Cutting a component

It’s been a long day but I can’t figure out how to cut a component in half…I made this simple model to use as an example…would someone mind showing me how to cut this in half, either vertically or horizontally? I have a more complex model of a garage door that I’d like to be able to cut down to size but it would be really time-consuming to do it piece by piece.

Thanks for now.
Please help.skp (99.5 KB)

It’s not clear what you mean by cutting in half. Do you mean reducing by half or dividing into two? If you mean the former:

I notice that your main assembly has three components. Two of them look identical but are not copies. If they were, you would be able to reduce them in half using Push/Pull in one operation. Then you would only have to deal with the backing board.

That deals with cutting in half vertically. If I were cutting it in half horizontally, I would probably just select half the repeating components on one side and delete them. Then I would open the board, draw a new outline at the cut position, select everything no longer needed and delete.

Thanks for the reply, and sorry to not respond simoncbevans, I never got, or at least never noticed, an email that there was a response to my question.

To clarify, I meant dividing it into two, or in some cases, dividing it up into something less than what it is, not necessarily in two tho. I may build a garage door model that is 18’ wide and then have to reduce it to 17’9…I thought there may be a simple way to “cut” 3" off the entire model (1 1/2" per side) similar to how a section plane cuts through a model for section view.

This wouldn’t be a typical garage door most of us have on our homes where I could push/pull the rectangle and make it the size I need, these doors have different types of overlays (Ipe, Accoya, Kebony, etc), with rain screens/drainage planes/furring behind them, all on top of a typical garage door section. All of this overlay material is laid out on the face of the garage door to align with the same material on the house, many times it’s centered on the garage door too, so just taking a certain number of inches off of one end of the door wouldn’t work.

Part of this depends on how the door is modelled. If it is a single component with no sub-groups, all you would have to do to reduce the length (or increase it) is to open the component, select the end of the door and jamb and use Move to get it to the size you want. But if you have divided the door and frame up into sub-groups, you would have to open each and move relevant parts.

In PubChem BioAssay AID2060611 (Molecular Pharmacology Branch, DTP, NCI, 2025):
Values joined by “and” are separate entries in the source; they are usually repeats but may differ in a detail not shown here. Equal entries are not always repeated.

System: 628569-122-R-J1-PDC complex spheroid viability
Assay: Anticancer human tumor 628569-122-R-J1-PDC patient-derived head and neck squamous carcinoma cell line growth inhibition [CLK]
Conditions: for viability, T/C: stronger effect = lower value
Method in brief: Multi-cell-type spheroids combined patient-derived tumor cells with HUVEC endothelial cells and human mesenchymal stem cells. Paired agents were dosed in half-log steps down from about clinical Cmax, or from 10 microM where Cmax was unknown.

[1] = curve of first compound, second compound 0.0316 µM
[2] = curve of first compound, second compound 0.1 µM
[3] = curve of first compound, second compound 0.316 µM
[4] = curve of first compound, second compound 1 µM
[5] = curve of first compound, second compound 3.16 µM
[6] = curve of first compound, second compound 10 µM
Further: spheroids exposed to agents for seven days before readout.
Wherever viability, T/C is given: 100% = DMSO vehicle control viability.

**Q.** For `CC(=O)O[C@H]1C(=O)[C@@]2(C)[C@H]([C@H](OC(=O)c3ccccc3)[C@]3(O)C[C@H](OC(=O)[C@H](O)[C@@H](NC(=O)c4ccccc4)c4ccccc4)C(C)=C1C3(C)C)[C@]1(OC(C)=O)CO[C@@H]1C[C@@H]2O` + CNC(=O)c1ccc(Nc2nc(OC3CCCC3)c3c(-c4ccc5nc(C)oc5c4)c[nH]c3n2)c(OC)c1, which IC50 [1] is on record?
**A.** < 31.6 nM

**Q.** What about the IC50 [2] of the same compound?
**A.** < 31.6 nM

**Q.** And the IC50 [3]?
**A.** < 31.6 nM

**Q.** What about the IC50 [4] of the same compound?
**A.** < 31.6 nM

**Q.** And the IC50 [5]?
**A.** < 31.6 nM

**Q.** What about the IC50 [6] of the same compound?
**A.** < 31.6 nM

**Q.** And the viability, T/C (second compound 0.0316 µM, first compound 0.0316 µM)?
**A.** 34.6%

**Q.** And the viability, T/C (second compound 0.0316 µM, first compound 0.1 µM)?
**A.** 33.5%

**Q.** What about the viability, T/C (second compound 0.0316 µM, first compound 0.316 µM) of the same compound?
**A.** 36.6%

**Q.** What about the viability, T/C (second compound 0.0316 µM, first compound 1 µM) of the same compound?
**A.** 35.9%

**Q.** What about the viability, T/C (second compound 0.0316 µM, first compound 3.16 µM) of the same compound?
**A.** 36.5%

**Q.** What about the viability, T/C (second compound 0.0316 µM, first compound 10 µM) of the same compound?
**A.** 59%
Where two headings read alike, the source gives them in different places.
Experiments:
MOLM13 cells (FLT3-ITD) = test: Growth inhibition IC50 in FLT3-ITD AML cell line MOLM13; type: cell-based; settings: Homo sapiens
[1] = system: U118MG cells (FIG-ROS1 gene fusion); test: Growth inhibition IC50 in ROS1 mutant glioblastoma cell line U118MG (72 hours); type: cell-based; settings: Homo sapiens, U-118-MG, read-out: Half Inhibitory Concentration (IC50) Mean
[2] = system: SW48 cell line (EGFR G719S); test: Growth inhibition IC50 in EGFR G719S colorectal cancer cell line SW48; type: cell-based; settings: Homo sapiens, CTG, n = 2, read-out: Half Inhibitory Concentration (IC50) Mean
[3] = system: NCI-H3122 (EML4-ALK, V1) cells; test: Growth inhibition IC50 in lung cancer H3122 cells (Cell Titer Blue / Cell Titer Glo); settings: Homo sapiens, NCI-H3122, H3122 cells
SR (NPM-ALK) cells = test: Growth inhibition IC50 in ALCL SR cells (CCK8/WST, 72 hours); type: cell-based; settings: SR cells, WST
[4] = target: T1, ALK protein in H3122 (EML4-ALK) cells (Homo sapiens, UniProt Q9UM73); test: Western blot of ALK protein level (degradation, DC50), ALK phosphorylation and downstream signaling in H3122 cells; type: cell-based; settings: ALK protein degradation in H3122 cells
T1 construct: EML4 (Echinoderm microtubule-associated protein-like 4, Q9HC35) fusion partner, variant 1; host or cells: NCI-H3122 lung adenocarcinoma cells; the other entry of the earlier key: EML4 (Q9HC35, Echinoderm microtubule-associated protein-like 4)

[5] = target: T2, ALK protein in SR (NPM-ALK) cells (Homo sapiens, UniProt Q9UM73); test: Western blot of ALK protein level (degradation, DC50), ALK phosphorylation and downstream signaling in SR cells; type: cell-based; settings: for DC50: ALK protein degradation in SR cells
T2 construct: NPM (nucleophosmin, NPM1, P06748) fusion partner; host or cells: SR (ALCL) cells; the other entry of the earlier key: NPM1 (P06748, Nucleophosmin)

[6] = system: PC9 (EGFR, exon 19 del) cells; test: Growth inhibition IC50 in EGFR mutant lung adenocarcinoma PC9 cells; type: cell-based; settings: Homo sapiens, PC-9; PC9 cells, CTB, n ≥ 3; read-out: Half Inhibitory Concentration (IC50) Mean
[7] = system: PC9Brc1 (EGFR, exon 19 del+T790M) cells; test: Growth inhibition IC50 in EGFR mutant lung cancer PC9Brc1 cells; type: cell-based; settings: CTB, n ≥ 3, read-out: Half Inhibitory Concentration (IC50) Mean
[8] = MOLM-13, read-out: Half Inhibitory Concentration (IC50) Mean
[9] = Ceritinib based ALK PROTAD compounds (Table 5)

If the component is simple enough, this is the kind of thing Dynamic Components were made for. But if you have a lot of detail, it becomes fiendishly difficult to manage. And even then, you can run into the sort of problems you have highlighted with the material. Basically, you have to be doing the resizing a lot to be worth the pain of making a DC. Maybe this will all become a lot easier with Live Components, which will presumably take over from DCs. But who knows when a user definable one will be released into the wild.

Thanks again. I will take a look into Dynamic Components, that isn’t something I’m familiar with at all right now…other than a video or two.

The doors I’m modeling have several sub-groups so for the moment I’ve been tackling this by editing each component individually, I have to make many unique, occasionally editing a group without making them unique works…It’d be easier for you to see than for me to explain. I’ll upload the model I’m working on in the next day or two so you can see what I’m actually working on if you’d like.

Part (most maybe?) of my struggle is 100% my own doing in that I haven’t made my components or groups easy to manage. I need to dig deeper and understand better component definitions and instances so I can more easily know what I’m editing or if I’m editing a component that I can’t see… If I group things in a more orderly way, resizing and editing them would be easier.

What I’m doing is basic stuff compared to what the large majority of SketchUp users do (I don’t want to make it seem like I’m designing buildings, machinery, or anything like that), and not even the tip of the iceberg of what SketchUp is capable of, I’m just used to making much simpler model than this…Anyway, thanks again.